EFCC witness, Hayatudeen Ahmed, while testifying told the court that the cash returned by Idris was part of the public funds he allegedly diverted.
A witness has told the Federal Capital Territory High Court in Maitama, Abuja that the suspended Accountant-General of the Federation (AG-F), Ahmed Idris, voluntarily returned about $900,000 in cash.
SaharaReporters had reported that the Economic and Financial Crime Commission (EFCC) is prosecuting embattled AG-F and three others over alleged N109.5 billion fraud.
The anti-graft agency on October 26, 2022, re-arraigned Idris and three defendants – Olusegun Akindele; Mohammed Usman and Gezawa Commodity Market and Exchange Limited before an FCT High Court, Maitama.
They were first arraigned on July 22 before a vacation judge, Justice Adeyemi Ajayi on 13 counts bordering on misappropriation of N109.5 billion.
However, upon the resumption of the court, the case was transferred to Justice Yusuf Halilu.
They all pleaded not guilty to the charges preferred against them by the Economic and Financial Crimes Commission.
However, during the resumed trial on Wednesday, EFCC witness, Hayatudeen Ahmed, while testifying told the court that the cash returned by Idris was part of the public funds he allegedly diverted.
Led in evidence by EFCC’s lawyer, Rotimi Jacobs (SAN), Ahmed, who testified as the first prosecution witness, gave details of how his team investigated a petition in which Idris was accused of abuse of his office and compromising government’s platforms, such as the Treasury Single Account (TSA), the Government Integrated Financial Management Information System (GIVMIS), among others.
The witness said when Idris was confronted with facts, “he (Idris) returned $900,000, less $100 ($899,900) voluntarily, which has now formed part of exhibit in the case.”
He said out of the N84.7 billion that was shared among some government officials, N32 billion has been recovered so far.
The witness also told the court how Idris allegedly hired his ex-aide, Akindele, as a consultant to distribute N84.3 billion out of the N84.7 billion.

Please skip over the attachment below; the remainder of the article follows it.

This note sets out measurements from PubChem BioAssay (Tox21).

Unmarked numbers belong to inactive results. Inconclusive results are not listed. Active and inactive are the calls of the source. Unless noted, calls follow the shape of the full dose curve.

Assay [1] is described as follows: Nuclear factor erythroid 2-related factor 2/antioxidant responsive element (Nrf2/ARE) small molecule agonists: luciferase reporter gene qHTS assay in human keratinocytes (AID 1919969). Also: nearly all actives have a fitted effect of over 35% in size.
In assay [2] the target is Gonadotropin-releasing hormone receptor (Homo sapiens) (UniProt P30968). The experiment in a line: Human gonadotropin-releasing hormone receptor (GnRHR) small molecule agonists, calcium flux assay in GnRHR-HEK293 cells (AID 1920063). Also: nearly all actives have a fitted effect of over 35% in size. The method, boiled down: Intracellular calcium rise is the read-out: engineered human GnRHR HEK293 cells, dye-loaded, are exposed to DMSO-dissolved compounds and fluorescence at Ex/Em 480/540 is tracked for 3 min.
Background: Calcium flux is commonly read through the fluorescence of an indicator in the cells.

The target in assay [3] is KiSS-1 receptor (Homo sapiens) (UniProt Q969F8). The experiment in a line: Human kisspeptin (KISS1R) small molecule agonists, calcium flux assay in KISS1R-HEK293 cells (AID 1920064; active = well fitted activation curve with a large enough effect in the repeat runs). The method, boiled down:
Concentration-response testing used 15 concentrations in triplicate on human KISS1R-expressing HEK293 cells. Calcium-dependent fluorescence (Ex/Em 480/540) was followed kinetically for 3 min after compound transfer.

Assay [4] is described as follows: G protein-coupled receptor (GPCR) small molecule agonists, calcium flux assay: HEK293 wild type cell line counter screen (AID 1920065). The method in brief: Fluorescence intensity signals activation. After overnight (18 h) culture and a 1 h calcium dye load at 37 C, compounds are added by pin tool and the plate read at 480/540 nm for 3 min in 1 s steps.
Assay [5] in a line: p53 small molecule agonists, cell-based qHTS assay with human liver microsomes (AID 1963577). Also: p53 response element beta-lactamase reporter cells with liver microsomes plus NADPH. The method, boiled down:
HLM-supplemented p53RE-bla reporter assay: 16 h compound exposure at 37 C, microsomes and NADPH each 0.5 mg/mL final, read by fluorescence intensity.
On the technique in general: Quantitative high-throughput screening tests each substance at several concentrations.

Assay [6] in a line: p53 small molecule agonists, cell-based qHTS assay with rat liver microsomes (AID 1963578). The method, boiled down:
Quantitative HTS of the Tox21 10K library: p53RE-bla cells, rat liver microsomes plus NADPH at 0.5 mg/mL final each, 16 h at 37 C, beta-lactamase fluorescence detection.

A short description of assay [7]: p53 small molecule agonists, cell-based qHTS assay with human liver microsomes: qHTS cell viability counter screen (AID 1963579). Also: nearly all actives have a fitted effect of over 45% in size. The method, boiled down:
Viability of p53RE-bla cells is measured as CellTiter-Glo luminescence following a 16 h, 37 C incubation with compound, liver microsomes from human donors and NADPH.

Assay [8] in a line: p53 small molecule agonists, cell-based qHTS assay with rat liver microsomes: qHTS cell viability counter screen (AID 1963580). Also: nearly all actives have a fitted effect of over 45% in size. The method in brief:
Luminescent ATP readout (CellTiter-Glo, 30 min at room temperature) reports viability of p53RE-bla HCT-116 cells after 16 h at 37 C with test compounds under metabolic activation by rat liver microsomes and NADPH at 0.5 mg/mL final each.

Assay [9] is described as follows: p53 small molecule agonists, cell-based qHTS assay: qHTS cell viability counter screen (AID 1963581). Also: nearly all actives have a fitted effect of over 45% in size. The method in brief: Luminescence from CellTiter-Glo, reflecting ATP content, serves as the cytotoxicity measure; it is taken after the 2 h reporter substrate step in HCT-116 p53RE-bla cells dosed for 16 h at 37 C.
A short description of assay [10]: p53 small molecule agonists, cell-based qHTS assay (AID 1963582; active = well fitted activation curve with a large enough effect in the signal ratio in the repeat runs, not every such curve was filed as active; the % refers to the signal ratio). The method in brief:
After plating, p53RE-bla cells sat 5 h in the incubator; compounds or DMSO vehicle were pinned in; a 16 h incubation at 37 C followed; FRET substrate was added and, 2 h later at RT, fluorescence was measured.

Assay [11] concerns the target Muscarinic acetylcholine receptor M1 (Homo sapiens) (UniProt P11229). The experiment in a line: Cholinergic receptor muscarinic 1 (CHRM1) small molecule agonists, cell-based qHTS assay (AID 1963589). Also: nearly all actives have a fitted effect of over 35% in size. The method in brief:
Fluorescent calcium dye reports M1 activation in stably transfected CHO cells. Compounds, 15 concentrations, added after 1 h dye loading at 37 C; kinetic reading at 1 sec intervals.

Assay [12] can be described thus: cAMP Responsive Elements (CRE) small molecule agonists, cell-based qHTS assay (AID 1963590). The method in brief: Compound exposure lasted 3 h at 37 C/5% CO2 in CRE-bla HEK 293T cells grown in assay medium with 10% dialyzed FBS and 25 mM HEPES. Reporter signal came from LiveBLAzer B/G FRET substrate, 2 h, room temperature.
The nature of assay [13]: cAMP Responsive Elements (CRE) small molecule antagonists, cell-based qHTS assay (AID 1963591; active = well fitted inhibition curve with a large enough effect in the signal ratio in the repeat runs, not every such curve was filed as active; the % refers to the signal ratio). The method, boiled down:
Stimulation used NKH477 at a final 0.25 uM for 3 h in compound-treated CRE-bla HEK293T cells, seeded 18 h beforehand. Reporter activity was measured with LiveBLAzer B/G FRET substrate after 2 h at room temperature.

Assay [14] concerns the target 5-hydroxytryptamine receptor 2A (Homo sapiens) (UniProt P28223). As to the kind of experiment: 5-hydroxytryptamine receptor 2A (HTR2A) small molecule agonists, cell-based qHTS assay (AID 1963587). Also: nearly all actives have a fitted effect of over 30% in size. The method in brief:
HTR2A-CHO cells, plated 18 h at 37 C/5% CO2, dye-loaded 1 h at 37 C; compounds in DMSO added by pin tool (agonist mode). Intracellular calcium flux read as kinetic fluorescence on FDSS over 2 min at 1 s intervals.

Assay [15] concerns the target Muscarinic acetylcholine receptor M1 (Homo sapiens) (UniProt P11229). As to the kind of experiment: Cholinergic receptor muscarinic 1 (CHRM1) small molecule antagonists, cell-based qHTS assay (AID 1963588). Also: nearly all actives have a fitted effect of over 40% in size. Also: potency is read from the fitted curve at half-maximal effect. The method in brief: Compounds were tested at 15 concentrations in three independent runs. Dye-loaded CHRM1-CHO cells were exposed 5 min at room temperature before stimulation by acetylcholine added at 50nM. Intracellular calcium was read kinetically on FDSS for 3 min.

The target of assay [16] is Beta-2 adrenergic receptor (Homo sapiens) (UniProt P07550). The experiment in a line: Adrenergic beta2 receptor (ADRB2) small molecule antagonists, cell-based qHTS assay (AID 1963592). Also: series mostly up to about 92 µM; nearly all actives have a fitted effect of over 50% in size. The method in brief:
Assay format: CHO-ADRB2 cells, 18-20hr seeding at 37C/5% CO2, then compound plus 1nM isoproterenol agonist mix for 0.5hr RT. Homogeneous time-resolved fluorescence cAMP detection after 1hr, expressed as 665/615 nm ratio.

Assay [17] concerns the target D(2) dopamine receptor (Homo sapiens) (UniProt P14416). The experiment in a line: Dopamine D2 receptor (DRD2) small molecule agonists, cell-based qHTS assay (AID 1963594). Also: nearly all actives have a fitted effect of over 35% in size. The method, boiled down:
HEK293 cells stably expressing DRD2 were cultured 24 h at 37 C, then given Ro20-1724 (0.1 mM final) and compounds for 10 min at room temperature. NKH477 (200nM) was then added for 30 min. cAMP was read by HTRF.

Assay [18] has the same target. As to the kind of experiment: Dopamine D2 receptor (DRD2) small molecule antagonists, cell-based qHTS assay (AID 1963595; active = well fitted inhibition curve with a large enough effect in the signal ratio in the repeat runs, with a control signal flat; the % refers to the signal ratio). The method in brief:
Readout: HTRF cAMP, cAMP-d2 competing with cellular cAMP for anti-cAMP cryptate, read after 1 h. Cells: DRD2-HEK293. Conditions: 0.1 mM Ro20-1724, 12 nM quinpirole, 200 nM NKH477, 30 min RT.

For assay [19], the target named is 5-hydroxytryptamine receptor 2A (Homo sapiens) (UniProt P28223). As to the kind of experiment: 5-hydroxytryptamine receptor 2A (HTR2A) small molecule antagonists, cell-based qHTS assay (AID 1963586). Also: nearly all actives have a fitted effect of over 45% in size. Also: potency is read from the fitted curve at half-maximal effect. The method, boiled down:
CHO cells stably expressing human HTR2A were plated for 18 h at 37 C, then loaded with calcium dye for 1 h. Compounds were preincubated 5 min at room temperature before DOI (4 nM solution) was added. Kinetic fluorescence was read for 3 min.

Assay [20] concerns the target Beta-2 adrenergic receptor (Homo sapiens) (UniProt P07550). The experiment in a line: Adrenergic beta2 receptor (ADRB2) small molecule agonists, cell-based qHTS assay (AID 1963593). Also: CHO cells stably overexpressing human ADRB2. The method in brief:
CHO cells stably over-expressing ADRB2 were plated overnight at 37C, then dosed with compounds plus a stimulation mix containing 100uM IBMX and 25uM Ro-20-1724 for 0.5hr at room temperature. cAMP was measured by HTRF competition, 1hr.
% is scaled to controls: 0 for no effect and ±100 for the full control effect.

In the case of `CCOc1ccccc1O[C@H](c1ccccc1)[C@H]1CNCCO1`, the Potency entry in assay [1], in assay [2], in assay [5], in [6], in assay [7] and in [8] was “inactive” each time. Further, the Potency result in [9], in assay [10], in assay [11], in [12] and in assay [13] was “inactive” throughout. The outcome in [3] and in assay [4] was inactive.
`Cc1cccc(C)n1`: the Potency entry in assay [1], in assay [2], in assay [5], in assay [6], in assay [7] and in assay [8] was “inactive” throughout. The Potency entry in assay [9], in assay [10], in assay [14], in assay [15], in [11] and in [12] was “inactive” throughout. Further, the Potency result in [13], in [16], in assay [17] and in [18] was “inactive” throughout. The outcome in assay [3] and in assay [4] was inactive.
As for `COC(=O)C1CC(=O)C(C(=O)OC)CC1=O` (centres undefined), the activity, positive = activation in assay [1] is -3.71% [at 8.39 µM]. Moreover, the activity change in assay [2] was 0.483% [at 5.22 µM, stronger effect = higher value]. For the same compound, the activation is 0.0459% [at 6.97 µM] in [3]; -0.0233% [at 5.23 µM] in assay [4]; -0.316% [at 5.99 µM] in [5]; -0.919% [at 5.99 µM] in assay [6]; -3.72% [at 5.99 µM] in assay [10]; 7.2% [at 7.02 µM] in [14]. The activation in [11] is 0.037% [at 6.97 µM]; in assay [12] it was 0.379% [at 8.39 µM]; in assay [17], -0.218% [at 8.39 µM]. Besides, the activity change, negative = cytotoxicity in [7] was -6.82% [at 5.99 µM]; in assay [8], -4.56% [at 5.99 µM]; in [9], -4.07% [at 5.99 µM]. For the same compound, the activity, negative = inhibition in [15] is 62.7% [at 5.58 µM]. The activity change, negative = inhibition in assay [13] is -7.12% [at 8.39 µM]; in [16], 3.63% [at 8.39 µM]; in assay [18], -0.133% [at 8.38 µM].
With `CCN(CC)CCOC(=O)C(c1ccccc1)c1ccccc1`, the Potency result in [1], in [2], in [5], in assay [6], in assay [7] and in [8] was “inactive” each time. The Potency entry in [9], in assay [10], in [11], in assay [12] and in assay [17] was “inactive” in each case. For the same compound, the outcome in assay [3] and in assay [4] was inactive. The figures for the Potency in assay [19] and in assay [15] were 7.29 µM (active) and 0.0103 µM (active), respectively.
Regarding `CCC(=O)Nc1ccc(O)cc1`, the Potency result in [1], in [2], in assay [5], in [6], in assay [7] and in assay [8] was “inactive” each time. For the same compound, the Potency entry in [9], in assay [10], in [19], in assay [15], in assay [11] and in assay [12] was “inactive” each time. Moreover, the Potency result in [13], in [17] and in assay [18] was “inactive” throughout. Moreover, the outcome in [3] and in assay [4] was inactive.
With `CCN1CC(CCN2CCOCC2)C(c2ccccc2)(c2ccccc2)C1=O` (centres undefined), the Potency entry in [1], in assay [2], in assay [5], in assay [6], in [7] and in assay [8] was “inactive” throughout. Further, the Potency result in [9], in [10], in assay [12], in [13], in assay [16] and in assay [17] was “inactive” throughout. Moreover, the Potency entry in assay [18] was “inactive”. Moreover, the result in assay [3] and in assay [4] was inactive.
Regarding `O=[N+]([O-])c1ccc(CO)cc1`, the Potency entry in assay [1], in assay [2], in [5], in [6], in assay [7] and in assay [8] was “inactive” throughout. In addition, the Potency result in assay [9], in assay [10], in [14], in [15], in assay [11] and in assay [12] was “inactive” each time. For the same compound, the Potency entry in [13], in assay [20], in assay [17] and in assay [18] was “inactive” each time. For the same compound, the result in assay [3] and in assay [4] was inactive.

He said Akindele later gave Idris N4.2 billion in appreciation for his engagement as the consultant to handle the distribution of the money.
The Nation quoted the witness to have said: “After the petition was assigned to our team, investigation commenced. We wrote to banks, the Corporate Affairs Commission (CAC) and other government agencies.
“From analysis of bank documents received, we discovered that a Baita Kura of B. I. Kura Enterprises, a bureau de change operator, made several deposits of money amounting to N280 million between 2019 and 2021 into the account of the fourth defendant – Gezawa Commodity Market and Exchange Ltd.
“Based on this finding, Baita was invited. He admitted in his statement that those monies that he paid into the first defendant’s (Idris’) account, were given to him by the first defendant.
“We discovered that the payments made were on the instruction of the first defendant.
“We also discovered from other bank statements analysis that a certain Architect Mustapha Muktar of Marcs and Construction Ltd received various sums from Baita Kura, amounting to about N866 million.
“Based on this, we invited Architect Mustapha, who gave a statement and explained that the money he received from Baita was on the instruction of the first defendant,” he narrated.
The witness claimed Mustapha said Idris asked him to use the money for the construction of the Gezawa Commodity Market and Exchange in Gezawa Town, Kano.
He said his team learnt of the agitation by nine oil-rich states about the lack of deductions of 13 per cent derivation accrued to them from the Excess Crude Account (ECA).
The witness added: “It was discovered further that this agitation was tabled before the Post-mortem sub-committee of the Federation Account Allocation Committee (FAAC).
“The committee deliberated on the request and came up with a figure of about $2.2 billion as what was due to the nine oil-producing states. And, that deductions for this payment would be made over a 60-month period.
“A total of 11.5 per cent of the total sum, which is equivalent N84.7 billion, was set aside as facilitation for some public officials to approve and release the request. This was done under the guise of consultancy.
“The services of Olusegun Akindele & Co, a firm belonging to the second defendant (Akindele), was used for this purpose.
“The proprietor of Olusegun Akindele & Co is the second defendant – Godfrey Olusegun Akindele, who was until recently, a staff of the office of the AG-F and a technical assistant to the first defendant.
“The account of Olusegun Akindele & Co received the cumulative sum of N84.3 billion, representing 9.8 per cent, less taxes from the 11.5 per cent that was set aside earlier.
“He received the money in his First Bank account, from the FAAC withheld Escrow account, under the control of the first and third defendants (Idris and Usman).
“The third defendant is Mohammed Kudu Usman, a former director in the office of the AG-F.
“When the statement of account of Olusegun Akindele & Co was received, we analysed it and found that after the receipt of N84.3 billion, it was shared among five groups.
“The first group was the Revenue Mobilisation Allocation and Fiscal Commission (RMAFC) group, represented by a commissioner in the commission, by the name Chris Akumas. It received 2.2 per cent out of 9.8 per cent, which amounted to N18.7 billion.
“After the second defendant received the money, he converted the amount to United States (U.S.) dollars and handed same to Chris Akumas for members of that group.”
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